The OKC West Livestock Auction has assembled a large group of preconditioned calves- about 3,000 being consigned at this point- for their regular Wednesday auction on December 5- that's tomorrow!!! The calf run will start to sell about 11 AM.

Bill Barnhart of OKC West in El Reno tells us these are calves that have been weaned for 45 days, have had a regimen of shots, will be sorted and are ready to dump out on your pasture! Some of these animals are coming out of the Oklahoma Quality Beef Network program.

Barnhart pointed out to me that as some of our cattle producers get a little older- the fact that these calves are a lot less likely to give you problems because of being stressed means a lot. And, it's been shown time and time again that preconditioned cattle have a much better track record in performing as they go through the stocker phase of their life into the feedlot. We have the OKC West website linked below- and you can call Bill Barnhart or Jason Cooper for more details- that number is 405-262-8800.

Click here for the OKC West Website.

In and Around the National Western in Denver- A Great Meeting Planned on International Marketing of our Beef.
Global consumer demands are placing new perspectives, requirements and procedures on U.S. beef producers. These challenges are the focus of the International Livestock Congress 2008, which is set for Jan. 15 in Denver. The event will feature eight industry leaders recognized for their knowledge, experience and vision of the global beef industry.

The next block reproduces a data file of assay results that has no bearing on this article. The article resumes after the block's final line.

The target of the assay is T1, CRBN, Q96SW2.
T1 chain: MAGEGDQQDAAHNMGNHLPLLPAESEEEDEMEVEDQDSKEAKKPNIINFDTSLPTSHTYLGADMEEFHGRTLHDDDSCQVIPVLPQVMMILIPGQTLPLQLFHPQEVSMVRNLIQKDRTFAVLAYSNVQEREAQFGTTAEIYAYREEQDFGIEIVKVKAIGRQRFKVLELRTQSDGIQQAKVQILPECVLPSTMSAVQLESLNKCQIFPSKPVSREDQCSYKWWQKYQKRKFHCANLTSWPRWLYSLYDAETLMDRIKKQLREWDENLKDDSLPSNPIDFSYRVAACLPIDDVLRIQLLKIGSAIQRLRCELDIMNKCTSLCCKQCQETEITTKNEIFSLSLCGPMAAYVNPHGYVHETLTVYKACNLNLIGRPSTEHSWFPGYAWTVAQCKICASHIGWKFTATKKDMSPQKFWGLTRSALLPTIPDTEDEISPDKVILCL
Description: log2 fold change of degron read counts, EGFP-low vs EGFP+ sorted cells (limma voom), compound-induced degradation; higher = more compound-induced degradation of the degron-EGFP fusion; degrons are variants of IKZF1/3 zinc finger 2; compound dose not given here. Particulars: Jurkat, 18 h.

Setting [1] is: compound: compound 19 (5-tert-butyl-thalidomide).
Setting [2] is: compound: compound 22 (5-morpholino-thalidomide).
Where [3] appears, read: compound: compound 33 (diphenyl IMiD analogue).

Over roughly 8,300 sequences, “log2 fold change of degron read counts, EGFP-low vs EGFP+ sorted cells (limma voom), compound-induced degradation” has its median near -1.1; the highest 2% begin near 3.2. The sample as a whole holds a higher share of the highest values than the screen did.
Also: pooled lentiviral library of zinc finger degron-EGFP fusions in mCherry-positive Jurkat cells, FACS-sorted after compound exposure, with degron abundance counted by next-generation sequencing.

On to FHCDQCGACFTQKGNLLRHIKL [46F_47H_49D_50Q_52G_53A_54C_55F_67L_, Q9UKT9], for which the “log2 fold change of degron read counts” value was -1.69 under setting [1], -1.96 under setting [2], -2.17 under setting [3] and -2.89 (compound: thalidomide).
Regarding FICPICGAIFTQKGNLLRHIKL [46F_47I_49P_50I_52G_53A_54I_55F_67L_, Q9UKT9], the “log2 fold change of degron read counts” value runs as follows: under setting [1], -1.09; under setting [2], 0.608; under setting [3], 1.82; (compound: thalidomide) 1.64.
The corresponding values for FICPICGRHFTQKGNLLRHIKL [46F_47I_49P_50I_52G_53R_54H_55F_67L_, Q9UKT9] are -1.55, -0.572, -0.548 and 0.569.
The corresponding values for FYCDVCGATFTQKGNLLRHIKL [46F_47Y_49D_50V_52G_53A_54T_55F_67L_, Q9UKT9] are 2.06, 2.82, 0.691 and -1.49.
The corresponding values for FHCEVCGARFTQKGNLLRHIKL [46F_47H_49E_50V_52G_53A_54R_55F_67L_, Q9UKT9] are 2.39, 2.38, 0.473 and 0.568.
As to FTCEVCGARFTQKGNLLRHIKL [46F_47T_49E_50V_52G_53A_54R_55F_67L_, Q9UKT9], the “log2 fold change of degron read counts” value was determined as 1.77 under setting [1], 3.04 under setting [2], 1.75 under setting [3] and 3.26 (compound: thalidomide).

The Global Consumer Demand Panel moderated by Harry Knobbe, Harry Knobbe Feed Yards, West Point, Neb., will consist of: John Brook, regional director Europe, Russia and the Middle East, U.S. Meat Export Federation (USMEF); Joel Haggard, senior vice president, Asia-Pacific, USMEF; John Lundeen, executive director market research, National Cattlemen's Beef Association; and Homero Recio, COO, Agri-West International, Inc.
The Response Panel - Producing for the Global Market, moderated by Randy Blach, executive vice president, CattleFax, will consist of: Don Mackay, CEO, Australia Agricultural Company Unlimited; Miguel de Achaval, general manager, Cactus Argentina, S.A.; Gary Smith, Ph.D., university distinguished professor, Colorado State University; and Dave Plett, president/CEO Western Feedlots, Alberta, Canada.

The ILC-USA 2008 will be held at the Renaissance Denver Hotel, 3801 Quebec Street, phone 303-399- 7500. A special room rate of $87.00 has been secured for conference attendees who specify ILC- USA. The cost of registration is $150.00 through December 14, and $175.00 thereafter. Students may attend for $100.00. Registration includes the conference, grounds admission to the National Western Stock Show, and all January 15 activities, including a beef tasting experience.
We have a link below to the website of the International Livestock Congress- which for years was held in Houston and moved last year to Denver- click and check out more on this excellent program coming up next month.

Click here for the website of the International Stockman's Foundation- the group putting on the International Livestock Congress for 2008.

Our thanks to Midwest Farm Shows, American Farmers and Ranchers Mutual Insurance and National Livestock Credit Corporationfor their support of our daily Farm News Update. For your convenience, we have our sponsors' websites linked at the top of the email- check them out and let these folks know you appreciate the support of this daily email, as their sponsorship helps us keep this arriving in your inbox on a regular basis!

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Click here to check out WWW.OklahomaFarmReport.Com

God Bless! You can reach us at the following: